So, I will ask specifically on their behalf. How will the organisations and the signatories of this letter ensure the balance of underlying prejudices they have against victims who believe that sex is immutable? That trans identified men are still men? By not providing a single sex space can they be certain they are not guilty of indirect discrimination of women and their protected characteristic of sex? Or of their gender critical beliefs?

More recently I ran a focus group with Muslim women (soon to be published), they were clear that for most of them the feminist movement I am part of, the one that is in the thick of activism, was not of interest to them, they certainly didn’t want to enter the debate around single sex spaces. But in order for them to participate in their simple daily life, from their women only swimming classes to their single sex changing rooms or gym sessions they have to be guaranteed those spaces are unequivocally single sex.

Moreover, the women in that focus group were clear with me, as was the interview I did here, without single sex provision women of South Asian heritage are very unlikely to access the rape crisis service or the domestic abuse group in their area if it includes men.

In the spirit of the letter signed by the signatories, I pose another question. By not providing single sex space are these organisations certain they are not discriminating against women of faith and their protected characteristic of religion and belief?

When intersectional feminism morphs into the ideology of queer theory these spaces usually, if not always, include men. The policies inevitably exclude not only women of colour and women of faith, but many other women to. How do the signatories of this letter counterbalance those women’s needs with their organisational polices? How do they know about the women who are self-excluding from their services because of their position? They can’t ask them…(but I intend to…more on that when time permits).

To be clear if trans identified men have been subjected to rape I think they deserve spaces and services too. No doubt in my mind, everyone does. But equality and diversity doesn’t mean treating everyone the same, that is the very antitheses of policies that cater for everyone. Sometimes we must exclude some to achieve the legitimate aim of including the vast majority. For organisations to respond to the diversity of their beneficiaries, we must bend and shape our responses to their different needs.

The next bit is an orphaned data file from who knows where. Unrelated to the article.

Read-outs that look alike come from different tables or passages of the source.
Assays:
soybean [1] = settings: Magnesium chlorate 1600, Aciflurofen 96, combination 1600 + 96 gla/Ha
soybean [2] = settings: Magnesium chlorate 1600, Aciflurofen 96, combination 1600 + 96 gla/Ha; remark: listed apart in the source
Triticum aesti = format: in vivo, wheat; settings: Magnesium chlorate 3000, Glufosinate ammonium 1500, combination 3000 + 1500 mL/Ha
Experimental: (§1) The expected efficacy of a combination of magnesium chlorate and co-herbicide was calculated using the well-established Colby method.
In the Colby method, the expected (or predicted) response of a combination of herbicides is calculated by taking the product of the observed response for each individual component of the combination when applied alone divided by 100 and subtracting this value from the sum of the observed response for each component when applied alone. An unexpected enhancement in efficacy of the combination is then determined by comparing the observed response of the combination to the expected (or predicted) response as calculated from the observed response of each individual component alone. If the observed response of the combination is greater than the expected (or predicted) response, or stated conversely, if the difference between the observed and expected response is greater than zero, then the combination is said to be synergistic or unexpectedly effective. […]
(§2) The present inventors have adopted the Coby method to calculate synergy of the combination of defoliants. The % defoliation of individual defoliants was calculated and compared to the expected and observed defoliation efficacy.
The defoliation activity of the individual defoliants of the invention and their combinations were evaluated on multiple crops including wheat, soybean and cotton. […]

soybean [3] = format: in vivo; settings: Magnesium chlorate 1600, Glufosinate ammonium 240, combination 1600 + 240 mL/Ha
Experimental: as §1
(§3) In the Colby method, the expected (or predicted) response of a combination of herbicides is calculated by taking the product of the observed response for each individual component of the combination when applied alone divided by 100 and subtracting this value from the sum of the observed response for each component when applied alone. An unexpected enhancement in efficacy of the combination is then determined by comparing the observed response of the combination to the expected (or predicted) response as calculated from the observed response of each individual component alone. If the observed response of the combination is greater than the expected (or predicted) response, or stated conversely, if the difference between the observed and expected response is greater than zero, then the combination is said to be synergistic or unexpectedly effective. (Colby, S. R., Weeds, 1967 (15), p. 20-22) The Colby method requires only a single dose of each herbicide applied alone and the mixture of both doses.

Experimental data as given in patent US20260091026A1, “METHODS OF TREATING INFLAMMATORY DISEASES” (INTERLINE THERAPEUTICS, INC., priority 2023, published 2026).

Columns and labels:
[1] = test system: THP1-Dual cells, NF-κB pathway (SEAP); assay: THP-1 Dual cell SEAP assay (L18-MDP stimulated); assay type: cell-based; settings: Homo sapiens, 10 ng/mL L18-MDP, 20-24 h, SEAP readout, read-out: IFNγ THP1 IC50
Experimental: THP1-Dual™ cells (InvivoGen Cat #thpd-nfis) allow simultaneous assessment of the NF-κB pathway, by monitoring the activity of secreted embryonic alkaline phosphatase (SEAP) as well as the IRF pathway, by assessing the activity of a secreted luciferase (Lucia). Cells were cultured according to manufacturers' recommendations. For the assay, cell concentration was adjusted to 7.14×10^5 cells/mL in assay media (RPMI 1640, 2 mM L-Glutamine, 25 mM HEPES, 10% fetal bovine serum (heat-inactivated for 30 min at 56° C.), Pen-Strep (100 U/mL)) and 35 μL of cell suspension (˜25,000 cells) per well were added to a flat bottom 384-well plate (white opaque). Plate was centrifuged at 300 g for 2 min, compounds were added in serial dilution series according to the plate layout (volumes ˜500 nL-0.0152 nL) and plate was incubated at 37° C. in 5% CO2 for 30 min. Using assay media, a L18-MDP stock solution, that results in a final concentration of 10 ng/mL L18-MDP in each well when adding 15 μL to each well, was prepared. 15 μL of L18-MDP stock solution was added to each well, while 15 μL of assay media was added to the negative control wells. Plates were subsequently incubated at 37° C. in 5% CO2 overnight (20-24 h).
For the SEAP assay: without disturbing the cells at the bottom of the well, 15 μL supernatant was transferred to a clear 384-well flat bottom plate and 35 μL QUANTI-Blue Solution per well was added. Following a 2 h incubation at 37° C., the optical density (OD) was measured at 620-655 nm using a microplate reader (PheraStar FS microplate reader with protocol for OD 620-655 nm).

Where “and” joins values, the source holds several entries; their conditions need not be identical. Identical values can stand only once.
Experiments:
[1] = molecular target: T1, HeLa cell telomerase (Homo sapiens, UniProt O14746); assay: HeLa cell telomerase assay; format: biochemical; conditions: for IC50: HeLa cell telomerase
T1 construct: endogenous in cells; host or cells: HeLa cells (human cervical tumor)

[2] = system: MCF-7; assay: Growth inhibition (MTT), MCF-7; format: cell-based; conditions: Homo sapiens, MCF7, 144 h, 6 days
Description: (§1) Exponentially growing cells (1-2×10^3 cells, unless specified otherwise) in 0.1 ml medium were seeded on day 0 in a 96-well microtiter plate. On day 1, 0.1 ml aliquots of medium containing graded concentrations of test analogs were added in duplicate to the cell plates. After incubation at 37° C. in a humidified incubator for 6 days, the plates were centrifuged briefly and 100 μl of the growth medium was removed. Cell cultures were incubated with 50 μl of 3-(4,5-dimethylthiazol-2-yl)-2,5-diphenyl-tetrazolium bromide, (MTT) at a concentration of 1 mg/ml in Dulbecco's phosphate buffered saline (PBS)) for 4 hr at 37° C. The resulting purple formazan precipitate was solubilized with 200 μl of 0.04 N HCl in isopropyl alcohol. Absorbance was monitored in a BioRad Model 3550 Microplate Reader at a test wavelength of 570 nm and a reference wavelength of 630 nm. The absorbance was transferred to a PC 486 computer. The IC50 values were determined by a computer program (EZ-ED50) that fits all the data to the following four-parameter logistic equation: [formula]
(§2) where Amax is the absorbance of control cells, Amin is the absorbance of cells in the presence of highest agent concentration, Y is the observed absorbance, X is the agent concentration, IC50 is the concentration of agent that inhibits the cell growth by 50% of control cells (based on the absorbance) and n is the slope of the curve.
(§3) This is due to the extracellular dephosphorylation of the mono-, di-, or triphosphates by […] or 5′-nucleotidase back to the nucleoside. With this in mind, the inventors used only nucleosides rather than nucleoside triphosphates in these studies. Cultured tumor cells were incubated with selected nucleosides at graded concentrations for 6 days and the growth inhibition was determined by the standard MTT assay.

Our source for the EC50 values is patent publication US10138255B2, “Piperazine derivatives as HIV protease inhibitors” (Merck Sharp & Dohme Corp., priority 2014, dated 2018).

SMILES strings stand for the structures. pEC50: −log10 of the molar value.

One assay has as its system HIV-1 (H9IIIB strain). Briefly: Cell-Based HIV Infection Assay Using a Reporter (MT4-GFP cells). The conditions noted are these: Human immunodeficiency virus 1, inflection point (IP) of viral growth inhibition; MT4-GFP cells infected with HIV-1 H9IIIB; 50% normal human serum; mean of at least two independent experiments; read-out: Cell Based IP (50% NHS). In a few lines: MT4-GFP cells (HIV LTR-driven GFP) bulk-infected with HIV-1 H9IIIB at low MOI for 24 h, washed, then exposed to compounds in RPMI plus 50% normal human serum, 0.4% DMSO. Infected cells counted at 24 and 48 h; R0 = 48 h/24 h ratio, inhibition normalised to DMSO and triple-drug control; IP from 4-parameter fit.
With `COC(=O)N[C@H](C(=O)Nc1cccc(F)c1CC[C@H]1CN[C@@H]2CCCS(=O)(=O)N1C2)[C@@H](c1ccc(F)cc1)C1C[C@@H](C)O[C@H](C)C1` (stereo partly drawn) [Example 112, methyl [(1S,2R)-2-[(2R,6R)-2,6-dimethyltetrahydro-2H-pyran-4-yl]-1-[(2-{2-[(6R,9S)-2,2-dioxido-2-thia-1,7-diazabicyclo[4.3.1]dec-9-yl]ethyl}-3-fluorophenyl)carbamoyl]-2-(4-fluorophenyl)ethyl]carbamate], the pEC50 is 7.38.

It is simply my view, and thankfully many other professionals in my sector, that no matter whether both survivors have the same presenting needs as a rape victims, the validation of a man’s trans status should never take precedence over a woman’s trauma.

I appreciate organisations have spent the last few years lobbying for a reduction of the rights of women to their own spaces, and this letter is another contributor to that. The organisations signing this letter clearly have a cohort of trans identified men that need services, and they have the capability to cater for them. So why not do that? Trans inclusive doesn’t have to mean females are never offered their own spaces and services.

We women are complex and different, the needs and the desires for our own spaces may be driven by different factors, but for time immemorial we have needed and created sex specific spaces to commune and heal in.

Currently the UK statistics estimate “25% of women aged 18 to 74 years, around 5.1 million women, had experienced some form of abuse before the age of 16 years.”

Charities are largely publicly funded by the taxpayer. Those 25% of female victims are taxpayers, they are the charity beneficiaries. They are the majority. They should be able to have some say in how charities apply policies in their area.

For those of us that work in this movement, for the signatories of this letter, let me be clear, no matter the ideological position, we all do a hard job. But we also all know that outside of the political posturing, away from the signed letters and the twitter spats, the raw data tells us that it is women who are subjected to the majority of male violence. Those women are also telling us they want spaces away from men to heal. Why would we as charities working at the sharp end of the anti-male violence movement deny women of that basic need in their darkest hour?

Dr Shonagh Dillon

If you like what you have read and you are in a position to donate to women only services you can do so here


[1] https://www.lawscot.org.uk/members/journal/issues/vol-65-issue-01/sex-and-the-equality-act/

Related Posts

An Interview With Muslim Women

(EDIT: This piece was originally referred to as a focus group – I have received criticism on twitter for referring to it as that and

Survivors Network letter to the EHRC

In response to the long-awaited Equality and Human Rights Commission (EHRC) guidance on single sex spaces, a rape crisis service, Survivors Network Brighton, published an

Post research reflections…

It has been nine months since I defended my research and earned the title Doctor – much to my kids dismay this does not automatically